Health Column: Keeping the beat of your heart

03/07/2011 10:38 AM |

The heart is a pump made up of muscle tissue and, like all pumps, it requires a source of energy to function. The heart’s pumping energy comes from an indwelling electrical conduction system. An electrical stimulus is generated by the sinus node, which is a small mass of specialized tissue located in the right atrium or right upper chamber of the heart.

Problems with your heart rhythm can cause difficulty because your heart is unable to pump an adequate amount of blood to your body. If your heart rate is too slow, your blood is pumped too slowly. If your heart rate is too fast or too irregular, your heart chambers are unable to fill up with enough blood to pump out with each beat. When your body does not receive enough blood, symptoms such as fatigue, dizziness, fainting, and/or chest pain may occur.

An irregular heartbeat is an arrhythmia (see webmd.com/heart-disease/guide/heart-disease-abnormal-heart-rhythm). Heart rates can also be irregular. A normal heart rate is 50 to 100 beats per minute. Arrhythmias and abnormal heart rates don’t necessarily occur together. Arrhythmias can occur with a normal heart rate, or with heart rates that are slow — less than 50 beats per minute. Arrhythmias can also occur with rapid heart rates — faster than 100 beats per minute. In the United States, more than 850,000 people are hospitalized for an arrhythmia each year.

Procedures to treat individuals with arrhythmias are often performed either with a pacemaker insertion or an implanted cardioverter defibrillator (ICD). Reasons for these procedures may include:

• Atrial fibrillation that occurs when the atria beat irregularly and too fast
• Ventricular fibrillation that occurs when the ventricles beat irregularly and too fast
• Bradycardia that occurs when the heart beats too slow
• Tachycardia that occurs when the heart beats too fast
• Heart block that occurs when the electrical signal is delayed after leaving the SA node.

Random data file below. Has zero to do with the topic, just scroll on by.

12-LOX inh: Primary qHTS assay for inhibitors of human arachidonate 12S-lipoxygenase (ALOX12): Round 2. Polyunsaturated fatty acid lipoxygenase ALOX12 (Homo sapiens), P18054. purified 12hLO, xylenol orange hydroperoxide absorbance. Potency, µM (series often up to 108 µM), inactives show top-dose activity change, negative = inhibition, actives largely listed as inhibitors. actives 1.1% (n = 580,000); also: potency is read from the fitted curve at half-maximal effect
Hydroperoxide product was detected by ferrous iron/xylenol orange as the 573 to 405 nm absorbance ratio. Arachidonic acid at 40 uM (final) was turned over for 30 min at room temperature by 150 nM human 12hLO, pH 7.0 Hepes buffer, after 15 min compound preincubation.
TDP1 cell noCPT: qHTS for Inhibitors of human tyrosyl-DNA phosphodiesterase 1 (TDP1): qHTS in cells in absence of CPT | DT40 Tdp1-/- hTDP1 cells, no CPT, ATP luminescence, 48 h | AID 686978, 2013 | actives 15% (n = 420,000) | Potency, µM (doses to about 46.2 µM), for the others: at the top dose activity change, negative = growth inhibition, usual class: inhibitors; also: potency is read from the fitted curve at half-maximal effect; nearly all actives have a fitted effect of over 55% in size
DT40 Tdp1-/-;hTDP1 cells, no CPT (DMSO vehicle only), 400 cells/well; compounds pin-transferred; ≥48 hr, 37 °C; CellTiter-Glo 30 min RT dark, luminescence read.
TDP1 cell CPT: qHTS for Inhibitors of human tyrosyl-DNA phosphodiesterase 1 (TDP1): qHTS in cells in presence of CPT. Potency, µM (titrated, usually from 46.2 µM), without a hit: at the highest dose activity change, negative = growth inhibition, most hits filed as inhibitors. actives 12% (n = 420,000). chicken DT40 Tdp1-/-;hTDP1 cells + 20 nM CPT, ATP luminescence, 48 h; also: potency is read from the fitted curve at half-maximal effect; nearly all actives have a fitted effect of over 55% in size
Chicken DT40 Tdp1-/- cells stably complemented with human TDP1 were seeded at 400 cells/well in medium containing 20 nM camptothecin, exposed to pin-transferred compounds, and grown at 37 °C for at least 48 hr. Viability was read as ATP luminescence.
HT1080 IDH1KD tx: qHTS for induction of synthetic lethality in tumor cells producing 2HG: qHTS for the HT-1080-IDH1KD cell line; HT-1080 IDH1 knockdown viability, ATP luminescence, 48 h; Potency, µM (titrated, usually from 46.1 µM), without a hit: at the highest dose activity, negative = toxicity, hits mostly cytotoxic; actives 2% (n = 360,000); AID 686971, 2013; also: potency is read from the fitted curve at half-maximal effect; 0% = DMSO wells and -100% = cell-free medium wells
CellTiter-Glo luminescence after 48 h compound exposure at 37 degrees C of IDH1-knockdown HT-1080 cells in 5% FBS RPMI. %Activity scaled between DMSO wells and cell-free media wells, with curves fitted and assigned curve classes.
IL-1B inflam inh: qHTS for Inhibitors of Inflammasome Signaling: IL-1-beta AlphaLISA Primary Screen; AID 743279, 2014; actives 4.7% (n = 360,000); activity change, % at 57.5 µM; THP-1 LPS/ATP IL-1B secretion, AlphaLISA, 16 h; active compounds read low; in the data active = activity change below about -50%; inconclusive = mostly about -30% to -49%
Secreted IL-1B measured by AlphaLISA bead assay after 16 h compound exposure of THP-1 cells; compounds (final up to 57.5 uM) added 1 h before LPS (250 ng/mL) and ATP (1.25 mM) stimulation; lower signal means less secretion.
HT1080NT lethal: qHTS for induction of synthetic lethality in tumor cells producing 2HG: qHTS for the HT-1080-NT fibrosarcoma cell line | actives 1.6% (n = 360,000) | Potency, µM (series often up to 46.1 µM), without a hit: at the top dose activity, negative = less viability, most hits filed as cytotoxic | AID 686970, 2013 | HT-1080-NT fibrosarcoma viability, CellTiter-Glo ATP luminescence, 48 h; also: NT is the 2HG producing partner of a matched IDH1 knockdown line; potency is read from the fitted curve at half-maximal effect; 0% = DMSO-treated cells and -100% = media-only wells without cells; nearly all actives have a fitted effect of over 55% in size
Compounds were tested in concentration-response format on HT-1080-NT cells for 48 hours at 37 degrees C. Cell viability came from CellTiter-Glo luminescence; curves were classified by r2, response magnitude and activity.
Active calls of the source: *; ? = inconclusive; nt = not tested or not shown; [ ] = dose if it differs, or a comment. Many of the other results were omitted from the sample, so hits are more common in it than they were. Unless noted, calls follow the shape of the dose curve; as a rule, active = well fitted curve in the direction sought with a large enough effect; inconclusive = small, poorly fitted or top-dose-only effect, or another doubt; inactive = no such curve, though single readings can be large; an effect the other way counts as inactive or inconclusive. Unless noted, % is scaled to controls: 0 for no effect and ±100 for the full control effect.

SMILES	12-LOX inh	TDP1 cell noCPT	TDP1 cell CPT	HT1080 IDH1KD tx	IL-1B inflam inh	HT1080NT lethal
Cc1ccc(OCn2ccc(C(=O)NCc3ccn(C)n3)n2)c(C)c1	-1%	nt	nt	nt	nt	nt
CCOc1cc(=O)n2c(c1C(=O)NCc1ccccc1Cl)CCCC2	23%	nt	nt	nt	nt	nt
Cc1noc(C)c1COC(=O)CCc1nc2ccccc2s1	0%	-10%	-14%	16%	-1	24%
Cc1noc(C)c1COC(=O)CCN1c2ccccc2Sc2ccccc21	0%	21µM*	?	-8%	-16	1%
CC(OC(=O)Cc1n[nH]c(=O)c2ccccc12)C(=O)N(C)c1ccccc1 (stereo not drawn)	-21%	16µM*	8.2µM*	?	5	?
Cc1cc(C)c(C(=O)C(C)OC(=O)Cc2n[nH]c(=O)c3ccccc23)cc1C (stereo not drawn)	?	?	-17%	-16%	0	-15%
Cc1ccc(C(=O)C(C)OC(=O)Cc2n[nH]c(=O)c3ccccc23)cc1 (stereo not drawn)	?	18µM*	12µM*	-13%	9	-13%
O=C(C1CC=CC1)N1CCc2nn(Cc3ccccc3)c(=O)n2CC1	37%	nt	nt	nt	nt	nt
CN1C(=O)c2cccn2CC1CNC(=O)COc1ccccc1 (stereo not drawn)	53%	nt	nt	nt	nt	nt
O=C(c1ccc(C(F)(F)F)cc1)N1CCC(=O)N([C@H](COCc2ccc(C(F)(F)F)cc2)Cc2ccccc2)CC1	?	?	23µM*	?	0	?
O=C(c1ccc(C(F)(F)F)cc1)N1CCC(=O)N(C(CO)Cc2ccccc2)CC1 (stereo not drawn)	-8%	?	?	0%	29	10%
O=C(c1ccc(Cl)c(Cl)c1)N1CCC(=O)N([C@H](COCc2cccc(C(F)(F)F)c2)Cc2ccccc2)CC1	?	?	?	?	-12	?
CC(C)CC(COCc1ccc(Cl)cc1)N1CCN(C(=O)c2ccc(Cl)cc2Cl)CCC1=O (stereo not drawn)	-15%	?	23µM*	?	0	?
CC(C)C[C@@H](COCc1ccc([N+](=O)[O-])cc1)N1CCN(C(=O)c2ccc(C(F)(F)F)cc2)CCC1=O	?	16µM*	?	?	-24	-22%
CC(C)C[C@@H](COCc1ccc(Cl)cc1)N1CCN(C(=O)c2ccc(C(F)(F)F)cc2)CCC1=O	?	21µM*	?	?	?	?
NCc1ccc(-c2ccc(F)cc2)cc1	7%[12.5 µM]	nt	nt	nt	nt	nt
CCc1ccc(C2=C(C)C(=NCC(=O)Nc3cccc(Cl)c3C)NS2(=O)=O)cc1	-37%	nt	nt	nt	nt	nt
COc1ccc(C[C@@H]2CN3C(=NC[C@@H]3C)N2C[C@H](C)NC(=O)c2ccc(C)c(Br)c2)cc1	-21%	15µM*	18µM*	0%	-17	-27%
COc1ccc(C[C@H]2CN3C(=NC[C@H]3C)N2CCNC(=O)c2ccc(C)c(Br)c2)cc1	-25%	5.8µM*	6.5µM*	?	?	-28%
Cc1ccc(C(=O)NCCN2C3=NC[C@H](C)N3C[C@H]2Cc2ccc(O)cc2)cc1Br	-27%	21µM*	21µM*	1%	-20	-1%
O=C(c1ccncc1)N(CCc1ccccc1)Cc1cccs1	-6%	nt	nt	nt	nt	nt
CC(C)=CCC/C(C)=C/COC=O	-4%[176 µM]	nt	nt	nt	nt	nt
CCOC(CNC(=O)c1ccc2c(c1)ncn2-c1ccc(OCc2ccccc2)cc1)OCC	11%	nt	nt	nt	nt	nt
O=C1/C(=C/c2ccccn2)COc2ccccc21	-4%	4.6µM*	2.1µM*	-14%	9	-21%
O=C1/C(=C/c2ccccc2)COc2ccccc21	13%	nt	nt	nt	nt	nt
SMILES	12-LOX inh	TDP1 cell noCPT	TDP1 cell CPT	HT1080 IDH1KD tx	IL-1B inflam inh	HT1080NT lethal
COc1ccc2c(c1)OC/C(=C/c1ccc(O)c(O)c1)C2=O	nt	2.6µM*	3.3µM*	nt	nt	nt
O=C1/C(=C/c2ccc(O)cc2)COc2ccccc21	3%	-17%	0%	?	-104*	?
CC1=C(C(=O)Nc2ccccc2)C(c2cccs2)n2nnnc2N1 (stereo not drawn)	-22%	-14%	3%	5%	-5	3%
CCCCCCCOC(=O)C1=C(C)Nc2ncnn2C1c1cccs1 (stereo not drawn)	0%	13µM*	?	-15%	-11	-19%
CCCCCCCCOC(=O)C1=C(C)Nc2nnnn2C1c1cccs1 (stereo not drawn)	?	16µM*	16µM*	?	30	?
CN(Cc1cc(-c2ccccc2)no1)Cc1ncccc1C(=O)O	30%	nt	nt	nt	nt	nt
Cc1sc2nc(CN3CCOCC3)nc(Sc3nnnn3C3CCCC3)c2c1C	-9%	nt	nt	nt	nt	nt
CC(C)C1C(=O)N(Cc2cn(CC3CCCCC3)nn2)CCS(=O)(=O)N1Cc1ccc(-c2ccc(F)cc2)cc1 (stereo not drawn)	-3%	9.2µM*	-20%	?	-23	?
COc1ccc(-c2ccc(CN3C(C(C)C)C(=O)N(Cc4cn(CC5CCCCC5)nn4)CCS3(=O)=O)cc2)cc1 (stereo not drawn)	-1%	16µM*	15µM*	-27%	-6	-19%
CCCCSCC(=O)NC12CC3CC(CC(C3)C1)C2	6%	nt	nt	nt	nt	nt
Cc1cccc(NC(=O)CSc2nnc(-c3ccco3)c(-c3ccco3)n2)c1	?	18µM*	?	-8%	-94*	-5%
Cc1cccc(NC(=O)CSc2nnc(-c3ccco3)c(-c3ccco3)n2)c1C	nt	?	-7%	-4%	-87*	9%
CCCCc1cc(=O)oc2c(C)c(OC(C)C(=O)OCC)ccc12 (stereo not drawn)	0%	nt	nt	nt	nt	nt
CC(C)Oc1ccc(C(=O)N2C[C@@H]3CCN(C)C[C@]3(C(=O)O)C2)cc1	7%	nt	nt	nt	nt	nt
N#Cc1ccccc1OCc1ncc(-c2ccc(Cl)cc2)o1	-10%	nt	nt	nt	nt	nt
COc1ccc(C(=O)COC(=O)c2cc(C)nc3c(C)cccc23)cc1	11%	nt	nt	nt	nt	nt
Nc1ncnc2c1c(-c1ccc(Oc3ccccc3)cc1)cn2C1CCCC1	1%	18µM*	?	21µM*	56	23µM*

There are several types of heart blocks, and each one has a distinctive ECG tracing.

A pacemaker is an implanted device that sends small electrical impulses to the heart muscle to maintain a suitable heart rate. Pacemakers primarily prevent the heart from beating too slowly through a pulse generator that sends impulses to the heart muscle. Newer pacemakers have many sophisticated features designed to help manage arrhythmias and optimize heart rate-related function as much as possible.

An ICD may be inserted in order to provide fast pacing (ATP) or defibrillation when the heart beats too fast. It is used primarily to treat ventricular tachycardia and ventricular fibrillation. The ICD constantly monitors the heart rhythm. When it detects a very fast, abnormal heart rhythm, it delivers energy to the heart muscle to cause the heart to beat in a normal rhythm again. There are several ways the ICD can be used to restore normal heart rhythm.

Anti-tachycardia pacing when the heart beats too fast sends a series of small electrical impulses to the heart muscle to restore a normal heart rate and rhythm.

Defibrillation is used when the heart is beating dangerously fast or irregularly, a higher energy shock may be delivered to the heart muscle to restore a normal rhythm.

Anti-bradycardia pacing uses ICDs to provide back-up pacing to maintain heart rhythm if it slows too much.

Pacemaker and defibrillator insertions are usually performed on an outpatient basis by a cardiologist with the assistance of the ambulatory surgery team. The nature of your occupation, your overall health status, and your progress will determine how soon you may return to work and perform other tasks, such as driving or exercise. Many individuals are able to return to their daily routine within a few days.

Dr. John Pearson is a board-certified cardiologist on the medical staff at Eastern Long Island Hospital.

2 Comment

  • Dear Guest,

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